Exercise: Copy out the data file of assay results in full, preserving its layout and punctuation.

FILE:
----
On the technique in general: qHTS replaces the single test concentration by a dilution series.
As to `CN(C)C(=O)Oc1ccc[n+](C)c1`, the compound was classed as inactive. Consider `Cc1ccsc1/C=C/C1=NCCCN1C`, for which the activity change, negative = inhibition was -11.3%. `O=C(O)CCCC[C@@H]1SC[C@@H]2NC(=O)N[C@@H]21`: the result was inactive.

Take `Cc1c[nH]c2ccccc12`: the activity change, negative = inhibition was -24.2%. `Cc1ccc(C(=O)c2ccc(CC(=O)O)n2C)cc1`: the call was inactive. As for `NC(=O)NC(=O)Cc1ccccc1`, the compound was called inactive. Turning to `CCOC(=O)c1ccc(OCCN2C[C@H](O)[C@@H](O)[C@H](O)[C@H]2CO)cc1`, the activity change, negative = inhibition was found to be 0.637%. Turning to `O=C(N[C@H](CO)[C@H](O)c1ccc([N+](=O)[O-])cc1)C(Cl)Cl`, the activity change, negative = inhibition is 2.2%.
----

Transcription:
On the technique in general: qHTS replaces the single test concentration by a dilution series.
As to `CN(C)C(=O)Oc1ccc[n+](C)c1`, the compound was classed as inactive. Consider `Cc1ccsc1/C=C/C1=NCCCN1C`, for which the activity change, negative = inhibition was -11.3%. `O=C(O)CCCC[C@@H]1SC[C@@H]2NC(=O)N[C@@H]21`: the result was inactive.

Take `Cc1c[nH]c2ccccc12`: the activity change, negative = inhibition was -24.2%. `Cc1ccc(C(=O)c2ccc(CC(=O)O)n2C)cc1`: the call was inactive. As for `NC(=O)NC(=O)Cc1ccccc1`, the compound was called inactive. Turning to `CCOC(=O)c1ccc(OCCN2C[C@H](O)[C@@H](O)[C@H](O)[C@H]2CO)cc1`, the activity change, negative = inhibition was found to be 0.637%. Turning to `O=C(N[C@H](CO)[C@H](O)c1ccc([N+](=O)[O-])cc1)C(Cl)Cl`, the activity change, negative = inhibition is 2.2%.